And another valuable Sunday-morning resource — another report from Chris Morley, this one on the tipc of the pope's media machine (and its dire need of updating for the 20st century):
Updating the Pope's Media Machine for the 21st Century
Congratulations Francis: You have An All Male Panel!
The Vatican's media operation is a Byzantine mess, unfit for purpose for a global Church in the 21st century. We know about Father Lombardi attempting to spin things to the world's media in Rome to look good, but there's Vatican Radio, its newspaper L'Osservatore Romano, the Pope's recently joined Twitter, and altogether there are around a dozen entities, all uncoordinated and many questionably managed.
Around 85 per cent of the Vatican's total spending on communications currently goes on its newspaper and radio. Apart from those two, there's the Pontifical Council for Social Communications, the Vatican television production studio (CTV), the Vatican Information Service, the Vatican press office, the Fides missionary news agency, the Vatican website, the news.va news aggregator, the Vatican publishing house (LEV), and the Vatican printing press, and a few other bit players.
The Pope has now set up five-person committee to modernise communications and cut costs, implementing recommendations he's received for streamlining and modernising the Vatican’s many communications structures.
When the Pope met the Council of Cardinals in April, they advised he set up this commission to implement a reform plan drafted by a previous 11-member papal commission, led by the British media expert Lord Patten. Chris Patten had been picked for that job by Cardinal Pell, after Patten had chaired the BBC Trust. It's an old boys network, both went to Oxford University.
The reform effort is to update the Vatican communications outlets to changing media consumption trends, better co-ordinate its existing channels and make substantial financial savings.
The Vatican's now announced the new commission's membership. Three of them are top-level officials at Vatican communications outlets. The five members are:
• Mgr Dario Vigano, 52, director of the Vatican Television Center, and now president of the new Commission for the Vatican’s Communications Media.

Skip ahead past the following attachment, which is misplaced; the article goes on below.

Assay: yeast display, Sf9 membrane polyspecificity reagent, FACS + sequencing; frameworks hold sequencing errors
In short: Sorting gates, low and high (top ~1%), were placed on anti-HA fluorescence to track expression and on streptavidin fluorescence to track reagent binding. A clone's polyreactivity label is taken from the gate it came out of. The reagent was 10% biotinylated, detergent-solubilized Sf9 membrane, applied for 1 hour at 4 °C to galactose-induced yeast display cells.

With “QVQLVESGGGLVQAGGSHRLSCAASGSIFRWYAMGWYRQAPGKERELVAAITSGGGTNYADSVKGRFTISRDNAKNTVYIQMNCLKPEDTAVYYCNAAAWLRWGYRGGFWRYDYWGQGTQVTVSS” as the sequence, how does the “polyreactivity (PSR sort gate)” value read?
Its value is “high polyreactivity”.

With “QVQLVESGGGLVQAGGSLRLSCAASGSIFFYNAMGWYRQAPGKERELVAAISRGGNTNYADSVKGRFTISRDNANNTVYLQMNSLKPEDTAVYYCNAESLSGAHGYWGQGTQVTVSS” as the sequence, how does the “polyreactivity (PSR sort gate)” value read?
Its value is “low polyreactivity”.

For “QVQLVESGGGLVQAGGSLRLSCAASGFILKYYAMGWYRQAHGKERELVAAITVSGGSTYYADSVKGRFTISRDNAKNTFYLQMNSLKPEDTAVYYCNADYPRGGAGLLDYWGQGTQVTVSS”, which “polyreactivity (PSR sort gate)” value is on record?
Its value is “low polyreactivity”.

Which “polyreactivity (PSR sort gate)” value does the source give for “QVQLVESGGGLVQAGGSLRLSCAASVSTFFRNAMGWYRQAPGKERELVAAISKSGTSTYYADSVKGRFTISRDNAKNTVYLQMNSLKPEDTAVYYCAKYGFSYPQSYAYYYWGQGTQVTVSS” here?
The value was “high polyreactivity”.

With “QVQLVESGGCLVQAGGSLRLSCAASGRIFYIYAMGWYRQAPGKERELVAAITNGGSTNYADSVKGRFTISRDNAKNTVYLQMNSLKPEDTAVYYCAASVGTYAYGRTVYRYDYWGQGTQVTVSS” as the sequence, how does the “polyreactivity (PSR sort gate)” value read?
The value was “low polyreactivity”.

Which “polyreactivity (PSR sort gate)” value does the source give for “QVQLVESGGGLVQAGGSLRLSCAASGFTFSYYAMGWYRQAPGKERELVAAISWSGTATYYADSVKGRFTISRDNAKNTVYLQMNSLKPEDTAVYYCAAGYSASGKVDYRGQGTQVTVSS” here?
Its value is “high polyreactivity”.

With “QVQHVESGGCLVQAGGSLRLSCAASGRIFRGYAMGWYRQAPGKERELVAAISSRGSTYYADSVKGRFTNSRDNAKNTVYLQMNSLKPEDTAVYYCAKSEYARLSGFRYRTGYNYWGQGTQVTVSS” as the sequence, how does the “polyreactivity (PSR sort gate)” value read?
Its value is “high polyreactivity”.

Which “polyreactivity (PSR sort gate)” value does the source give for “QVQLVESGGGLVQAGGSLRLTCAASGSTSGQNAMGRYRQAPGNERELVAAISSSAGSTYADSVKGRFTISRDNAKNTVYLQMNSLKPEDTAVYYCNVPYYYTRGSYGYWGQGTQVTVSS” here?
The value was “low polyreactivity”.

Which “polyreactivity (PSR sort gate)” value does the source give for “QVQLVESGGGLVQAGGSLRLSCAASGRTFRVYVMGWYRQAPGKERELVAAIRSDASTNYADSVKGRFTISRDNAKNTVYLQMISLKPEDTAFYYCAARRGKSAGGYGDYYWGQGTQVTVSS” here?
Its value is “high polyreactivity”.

• Irishman Mgr Tighe, 57, secretary of the Pontifical Council for Social Communications. He served as director of the Archdiocese of Dublin’s communications office and created its office for public affairs to aid in its communications efforts. He also served as secretary of the 11-member papal commission that came up with written proposals for revamping the Vatican’s media.
• Italian Jesuit Fr Antonio Spadaro, 48, director of the influential Jesuit journal, La Civiltà Cattolica. He is a consulter for the councils for social communications and of culture. He is active on many social networks, contributes to a variety of online news sites and has the blog, CyberTeologia, which he says hopes to bring "the intelligence of faith to the web".
• Argentine Mgr Lucio Adrian Ruiz, who was born in 1965, serves as head of the Vatican Internet Service and the Vatican's telecommunications office. He runs the vatican.va website and he built the clerus dot org website for the Congregation for Clergy.
• Paolo Nusiner, the only lay person on the commission, was born in 1963 and is managing director of Avvenire, the daily newspaper of the Italian bishops' conference. An expert in business, he has worked at Deloitte & Touche in Milan and is an adviser for an Italian federation of newspaper editors and an association of Christian business leaders.
"Pope Francis appoints commission to reform Vatican media" (Catholic Herald)
"Lord Patten urges Vatican to accept sweeping changes to its media operation" (Catholic Herald)
"Lord Patten's speech on the Vatican's media operation" at the English and Welsh bishops' World Communications Day (Catholic Herald)